Three ways to beat seasonal depression

Three ways to beat seasonal depression

The winter months are usually considered a time of happiness and joy, but for some, it can be a tough period of time to get through. Whether you’re battling anxiety over having to socialize during the holidays, depression over thoughts of a loved one you’ve recently lost, etc., know that you’re not alone. Seasonal Affective Disorder can cause a change in your mood, appetite or sleeping habits, and it’s extremely common during the colder, darker winter months. Below, we offer a few tips on how to overcome seasonal depression. 

Spend time in the sun

Take at least a few minutes every day to spend time outdoors or sit near a window. Bright light – both natural and artificial – can improve health outcomes, such as depression and anxiety. So, take a walk when it’s sunny out or purchase sunlight imitators for those dreary days. 

Stay active

Although it may be hard to leave your warm bed during the winter, consider partaking in winter sports, holiday shopping with friends or sightseeing to improve your mood. Exercise is a great way to produce endorphins, which trigger positive feelings. Find positive activities that will help you express and control your emotions.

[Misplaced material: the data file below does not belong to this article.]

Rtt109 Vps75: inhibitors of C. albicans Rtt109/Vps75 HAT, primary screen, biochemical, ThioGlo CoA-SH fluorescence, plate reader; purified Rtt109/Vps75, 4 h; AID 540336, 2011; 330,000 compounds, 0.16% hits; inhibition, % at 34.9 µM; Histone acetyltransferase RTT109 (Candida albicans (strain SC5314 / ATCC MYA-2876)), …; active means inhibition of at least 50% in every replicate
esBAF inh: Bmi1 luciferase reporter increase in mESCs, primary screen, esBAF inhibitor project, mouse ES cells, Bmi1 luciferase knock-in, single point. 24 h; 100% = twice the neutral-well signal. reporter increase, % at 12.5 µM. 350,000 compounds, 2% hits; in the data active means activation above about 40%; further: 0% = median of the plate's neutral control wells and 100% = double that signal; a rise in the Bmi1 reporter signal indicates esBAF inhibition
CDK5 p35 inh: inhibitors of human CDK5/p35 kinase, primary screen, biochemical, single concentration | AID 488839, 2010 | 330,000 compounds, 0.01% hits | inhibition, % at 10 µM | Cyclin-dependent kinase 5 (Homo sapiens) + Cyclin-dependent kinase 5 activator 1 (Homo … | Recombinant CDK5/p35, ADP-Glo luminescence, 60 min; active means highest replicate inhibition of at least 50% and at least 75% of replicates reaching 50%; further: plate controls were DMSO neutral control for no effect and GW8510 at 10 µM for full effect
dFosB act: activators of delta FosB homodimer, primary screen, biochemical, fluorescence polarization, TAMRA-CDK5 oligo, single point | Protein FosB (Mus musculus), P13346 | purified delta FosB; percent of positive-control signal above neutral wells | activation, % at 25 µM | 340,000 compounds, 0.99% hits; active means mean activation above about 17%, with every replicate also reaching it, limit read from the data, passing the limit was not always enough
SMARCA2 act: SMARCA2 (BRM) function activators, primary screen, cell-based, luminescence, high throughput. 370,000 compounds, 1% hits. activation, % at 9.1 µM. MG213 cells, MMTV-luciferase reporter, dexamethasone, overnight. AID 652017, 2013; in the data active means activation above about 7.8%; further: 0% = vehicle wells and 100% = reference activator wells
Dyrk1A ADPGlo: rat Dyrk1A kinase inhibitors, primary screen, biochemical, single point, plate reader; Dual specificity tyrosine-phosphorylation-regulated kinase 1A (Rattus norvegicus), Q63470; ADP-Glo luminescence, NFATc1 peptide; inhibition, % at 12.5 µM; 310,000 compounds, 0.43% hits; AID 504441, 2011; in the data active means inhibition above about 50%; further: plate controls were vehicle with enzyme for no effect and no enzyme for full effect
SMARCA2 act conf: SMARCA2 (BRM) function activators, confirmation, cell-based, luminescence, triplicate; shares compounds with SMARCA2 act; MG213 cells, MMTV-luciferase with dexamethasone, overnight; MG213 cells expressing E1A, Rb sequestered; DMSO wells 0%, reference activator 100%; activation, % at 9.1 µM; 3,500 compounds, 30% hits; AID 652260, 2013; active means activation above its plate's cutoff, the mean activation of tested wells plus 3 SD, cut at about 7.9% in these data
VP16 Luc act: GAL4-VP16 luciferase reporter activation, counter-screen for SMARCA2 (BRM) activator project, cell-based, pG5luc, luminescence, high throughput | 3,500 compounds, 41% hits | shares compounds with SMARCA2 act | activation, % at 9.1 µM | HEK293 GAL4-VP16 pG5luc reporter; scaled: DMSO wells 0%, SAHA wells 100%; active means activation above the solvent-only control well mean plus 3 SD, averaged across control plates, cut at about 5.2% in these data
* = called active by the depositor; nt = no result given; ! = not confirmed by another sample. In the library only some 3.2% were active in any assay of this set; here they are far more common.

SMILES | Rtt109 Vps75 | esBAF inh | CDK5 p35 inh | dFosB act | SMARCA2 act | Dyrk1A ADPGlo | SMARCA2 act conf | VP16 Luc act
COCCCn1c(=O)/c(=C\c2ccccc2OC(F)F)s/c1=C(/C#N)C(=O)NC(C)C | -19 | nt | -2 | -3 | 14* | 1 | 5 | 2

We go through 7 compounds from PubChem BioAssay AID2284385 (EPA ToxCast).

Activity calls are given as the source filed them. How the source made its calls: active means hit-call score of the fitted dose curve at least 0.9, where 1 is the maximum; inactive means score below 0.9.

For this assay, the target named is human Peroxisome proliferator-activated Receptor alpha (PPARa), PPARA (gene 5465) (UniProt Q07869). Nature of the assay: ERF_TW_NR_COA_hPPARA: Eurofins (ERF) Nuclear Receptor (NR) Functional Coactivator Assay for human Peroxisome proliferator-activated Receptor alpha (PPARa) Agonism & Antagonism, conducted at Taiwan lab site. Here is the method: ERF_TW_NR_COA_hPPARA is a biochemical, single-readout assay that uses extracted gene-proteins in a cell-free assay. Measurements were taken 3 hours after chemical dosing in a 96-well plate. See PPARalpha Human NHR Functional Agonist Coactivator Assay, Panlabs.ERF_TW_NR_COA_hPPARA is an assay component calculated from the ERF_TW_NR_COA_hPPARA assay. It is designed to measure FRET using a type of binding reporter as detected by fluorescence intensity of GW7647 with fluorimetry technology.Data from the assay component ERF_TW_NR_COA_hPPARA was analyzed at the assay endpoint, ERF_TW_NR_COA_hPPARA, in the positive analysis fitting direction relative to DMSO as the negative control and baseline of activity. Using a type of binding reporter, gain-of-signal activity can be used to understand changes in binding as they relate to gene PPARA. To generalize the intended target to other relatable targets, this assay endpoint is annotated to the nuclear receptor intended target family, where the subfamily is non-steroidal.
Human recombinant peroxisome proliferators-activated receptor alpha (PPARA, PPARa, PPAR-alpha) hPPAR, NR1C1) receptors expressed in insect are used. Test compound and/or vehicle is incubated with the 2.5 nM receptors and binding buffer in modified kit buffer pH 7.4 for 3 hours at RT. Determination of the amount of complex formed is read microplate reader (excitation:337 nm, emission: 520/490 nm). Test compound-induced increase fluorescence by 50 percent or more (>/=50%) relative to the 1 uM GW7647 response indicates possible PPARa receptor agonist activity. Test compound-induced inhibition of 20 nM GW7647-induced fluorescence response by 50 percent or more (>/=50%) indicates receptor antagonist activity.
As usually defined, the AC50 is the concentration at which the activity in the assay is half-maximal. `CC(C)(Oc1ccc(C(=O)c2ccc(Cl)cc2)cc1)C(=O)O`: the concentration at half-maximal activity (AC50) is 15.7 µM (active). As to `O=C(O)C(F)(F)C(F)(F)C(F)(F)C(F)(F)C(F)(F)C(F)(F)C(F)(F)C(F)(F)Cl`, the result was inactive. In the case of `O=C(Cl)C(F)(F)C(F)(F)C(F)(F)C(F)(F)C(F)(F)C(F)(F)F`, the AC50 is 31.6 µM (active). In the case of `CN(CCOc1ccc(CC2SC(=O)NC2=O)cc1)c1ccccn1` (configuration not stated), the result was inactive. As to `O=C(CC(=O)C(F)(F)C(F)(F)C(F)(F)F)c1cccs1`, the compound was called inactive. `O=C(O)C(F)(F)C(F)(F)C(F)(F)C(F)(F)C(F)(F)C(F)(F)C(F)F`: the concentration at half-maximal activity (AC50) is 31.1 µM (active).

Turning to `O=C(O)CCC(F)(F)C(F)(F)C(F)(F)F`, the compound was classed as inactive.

Set limits

Overcoming initial reluctance when seeing a clinician for the first time

Overcoming initial reluctance when seeing a clinician for the first time

It’s common to experience fear when you decide to begin therapy sessions. At first, you may feel uncomfortable speaking about personal issues with someone you don’t know. While fear is a natural emotion, it can be confronted by reframing your anxious thoughts. Below, we offer a few tips on how to overcome your doubts about speaking with a professional clinician.

Decide what you’d like from your clinician.

From the get-go, be open and honest with your clinician about what you need from the session. Do you want someone who will offer advice? Listen silently? Would you like the conversation to be casual or feel more like you’re speaking with an expert? If you express your needs from the beginning, the clinician can then guide the session accordingly. Clinicians will work with you to better understand your needs and help you through life’s struggles.

You don’t have to go into it alone.

If speaking to a professional in a one-on-one setting scares you, you might find comfort in group therapy. In this environment, it’s up to you if you want to share your feelings or just simply listen to others, all of whom are working to navigate similar challenges. Depending on …

Post-grad depression: How to deal with it

Post-grad depression: How to deal with it

From kindergarten through college, school is one of the main constants in a young adult’s life. Even though exams, projects and homework can be overwhelming and stressful for students, attending school provides a structure and potential support system that some people may not realize they depend on. And once graduation time hits, it can be intimidating to enter the “real world.” With stressors such as debt, job searching and social media expectations surrounding post-graduation, the transition can be challenging and can lead to feelings of anxiety and depression. Fortunately, every step along the way can be taken in stride – if equipped with the correct mindset.